Dynamic Infrastructure Implements Deep AI Technology

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A new system by Dynamic Infrastructure can help prevent failure of bridges and tunnels. (Photo: Joseph Sohm.)

The New York and Tel Aviv based startup Dynamic Infrastructure is implementing the world’s first deep-learning solution which allows bridge and tunnel owners and operators to obtain visual diagnosis of the assets they manage. The system provides live, cloud-based, 3D views of the bridge or tunnel and automatically alerts when changes are detected in maintenance and operation conditions – before the issues evolve into large-scale failures.

With huge Opex and Capex positive impact, Dynamic Infrastructure is already conducting projects in the U.S., Germany, Switzerland, Greece and Israel with different transportation infrastructure stakeholders. The company’s clients operate a total of 30,000 assets, ranging from Departments of Transportation to Public-Private Partnerships (PPPs) and private companies.

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Dynamic Infrastructure quickly creates “medical records” for every bridge, tunnel and elevated highway, based on existing images taken through periodical condition inspections along the years, including images from smartphones, drones and laser scanning. The proprietary technology compares old and archived images to new ones, detecting maintenance and operation issues, defects and anomalies. Like MRI for humans , the 3D “medical records” serve as the basis for the alerts on changes in maintenance conditions. The diagnostics can be easily accessed through a simple browser and can be instantly shared with peers and contractors to speed maintenance workflows and increase return on investment.

Dynamic Infrastructure, which operates from New York, Berlin and in Israel, was founded in 2018 by Saar Dickman and Amichay Cohen. Dickman and Cohen collaborated with a group of industry experts in the US and Europe who share the same vision – creating visual medical records for mega infrastructure elements, focusing on the challenging conditions of bridges and tunnels. Prior to Dynamic Infrastructure, Dickman served as VP Automotive Cyber Security at Harman, a Samsung-owned company, following the successful acquisition of TowerSec, his previous company, by Harman. Amichay Cohen served as the CEO of Carmel Tunnels and is currently acting as the COO of D.E Highways Management, where he is responsible for an annual revenue of $350 million, operating toll-roads and toll tunnels.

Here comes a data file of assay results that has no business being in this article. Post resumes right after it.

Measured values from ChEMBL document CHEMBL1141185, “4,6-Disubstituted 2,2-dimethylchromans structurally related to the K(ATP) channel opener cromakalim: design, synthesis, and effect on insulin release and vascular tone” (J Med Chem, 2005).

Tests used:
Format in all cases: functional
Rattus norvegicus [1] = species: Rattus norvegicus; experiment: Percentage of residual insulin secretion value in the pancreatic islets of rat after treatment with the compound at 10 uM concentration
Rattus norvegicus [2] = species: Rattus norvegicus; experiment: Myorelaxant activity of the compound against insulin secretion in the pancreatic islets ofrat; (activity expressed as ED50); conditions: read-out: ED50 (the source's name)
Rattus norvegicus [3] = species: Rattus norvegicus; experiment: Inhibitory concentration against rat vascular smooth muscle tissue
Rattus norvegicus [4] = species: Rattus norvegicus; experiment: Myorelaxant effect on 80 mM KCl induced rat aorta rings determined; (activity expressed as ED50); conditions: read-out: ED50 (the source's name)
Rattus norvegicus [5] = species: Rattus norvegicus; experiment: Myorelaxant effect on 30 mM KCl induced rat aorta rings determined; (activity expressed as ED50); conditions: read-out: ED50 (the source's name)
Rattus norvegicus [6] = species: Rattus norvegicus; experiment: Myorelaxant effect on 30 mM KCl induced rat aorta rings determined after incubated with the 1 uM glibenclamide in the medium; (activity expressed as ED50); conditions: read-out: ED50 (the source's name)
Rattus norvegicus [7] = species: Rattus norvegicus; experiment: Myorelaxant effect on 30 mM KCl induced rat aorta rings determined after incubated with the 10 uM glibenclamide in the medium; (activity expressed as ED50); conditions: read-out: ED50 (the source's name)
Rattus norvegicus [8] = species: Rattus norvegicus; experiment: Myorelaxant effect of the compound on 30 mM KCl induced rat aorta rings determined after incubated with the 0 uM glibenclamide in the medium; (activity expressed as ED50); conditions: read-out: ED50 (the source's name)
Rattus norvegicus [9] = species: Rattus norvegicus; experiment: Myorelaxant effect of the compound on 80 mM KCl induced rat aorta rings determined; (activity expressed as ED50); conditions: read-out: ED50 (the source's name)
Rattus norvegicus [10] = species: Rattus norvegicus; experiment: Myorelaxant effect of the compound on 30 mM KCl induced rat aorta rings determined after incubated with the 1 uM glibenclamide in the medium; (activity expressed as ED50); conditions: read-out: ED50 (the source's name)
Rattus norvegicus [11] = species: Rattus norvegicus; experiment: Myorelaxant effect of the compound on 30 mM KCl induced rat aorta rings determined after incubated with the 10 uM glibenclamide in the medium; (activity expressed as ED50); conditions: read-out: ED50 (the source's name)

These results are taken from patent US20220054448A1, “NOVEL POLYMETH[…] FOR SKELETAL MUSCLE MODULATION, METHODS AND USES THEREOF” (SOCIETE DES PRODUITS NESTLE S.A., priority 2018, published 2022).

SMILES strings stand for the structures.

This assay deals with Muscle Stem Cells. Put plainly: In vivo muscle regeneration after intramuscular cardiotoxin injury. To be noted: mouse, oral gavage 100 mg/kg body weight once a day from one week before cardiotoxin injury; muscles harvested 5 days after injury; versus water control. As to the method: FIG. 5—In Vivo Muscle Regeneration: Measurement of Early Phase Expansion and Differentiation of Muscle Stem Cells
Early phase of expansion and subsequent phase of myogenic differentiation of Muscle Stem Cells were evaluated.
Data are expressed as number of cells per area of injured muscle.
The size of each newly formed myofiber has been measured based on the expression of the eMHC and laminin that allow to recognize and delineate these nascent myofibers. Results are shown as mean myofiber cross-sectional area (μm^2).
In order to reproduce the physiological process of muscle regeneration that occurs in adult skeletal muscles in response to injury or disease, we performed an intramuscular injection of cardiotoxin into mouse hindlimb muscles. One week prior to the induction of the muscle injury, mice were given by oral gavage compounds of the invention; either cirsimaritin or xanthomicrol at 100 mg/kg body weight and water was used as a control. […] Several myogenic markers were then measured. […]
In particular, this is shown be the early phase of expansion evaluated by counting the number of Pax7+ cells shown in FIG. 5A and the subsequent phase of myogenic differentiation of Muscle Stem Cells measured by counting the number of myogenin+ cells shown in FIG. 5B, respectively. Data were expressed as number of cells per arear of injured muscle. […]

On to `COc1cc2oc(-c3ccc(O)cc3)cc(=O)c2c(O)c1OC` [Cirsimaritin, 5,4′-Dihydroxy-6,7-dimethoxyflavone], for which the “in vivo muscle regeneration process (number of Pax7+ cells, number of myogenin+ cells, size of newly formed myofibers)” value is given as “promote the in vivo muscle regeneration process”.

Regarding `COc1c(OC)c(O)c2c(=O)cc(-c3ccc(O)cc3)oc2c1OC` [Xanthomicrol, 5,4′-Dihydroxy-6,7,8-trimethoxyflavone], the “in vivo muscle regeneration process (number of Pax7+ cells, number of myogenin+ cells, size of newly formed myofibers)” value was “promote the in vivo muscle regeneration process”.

“The world faces an infrastructure crisis,” said Saar Dickman, co-founder and CEO of Dynamic Infrastructure. “Specifically, deficient bridges and tunnels represent a severe infrastructure challenge in the US and worldwide and their poor condition leads to life losses and millions in unplanned expenditures. Trying to repair America’s deficient infrastructure without adopting new technologies will not work. Technology allows you to change the equation of one-dollar problem equals one dollar of solution. A single dollar of the right technology in the right place can save much more than one dollar of maintenance of a bridge.”

Dickman continued: “Till recently, there has been no effective system that can quickly and precisely identify defects in bridges throughout their lifetime. We provide actionable monitoring and alerts that can better manage expenditures and help prevent the next collapse. We are bringing the data revolution to the decision-making process of bridges and tunnel maintenance based on our cutting-edge imagery analysis.”

In total, there are more than 616,000 bridges in America. Of those, more than 47,000 are structurally deficient and need urgent repairs, according to a report issued earlier this year by the American Road & Transportation Builders Association (ARTBA). Americans cross these deficient bridges 178 million times a day.

The average age of a structurally deficient bridge is 62 years. More than 235,000 (38%) of U.S. bridges have identified repair needs. ARTBA estimates the cost to make the identified repairs for all 235,000 bridges is nearly $171 billion. The pace of repair in 2018 slowed in comparison to 2017, and therefore ARTBA warns that at this pace, it will take 80 years to make significant repairs in America’s bridges.

Tunnels are no different. According to the Federal Highway Administration (FHWA) and the Federal Transit Administration (FTA), more than 350 highway tunnels have been identified in the United States. About 40% percent of these tunnels are now more than 50 years old; and approximately 5 percent of these tunnels already exceed 100 years of service. Therefore, according to Dynamic Infrastructure, a system of the type offered by the company is vital for maintaining and operating tunnels in America.

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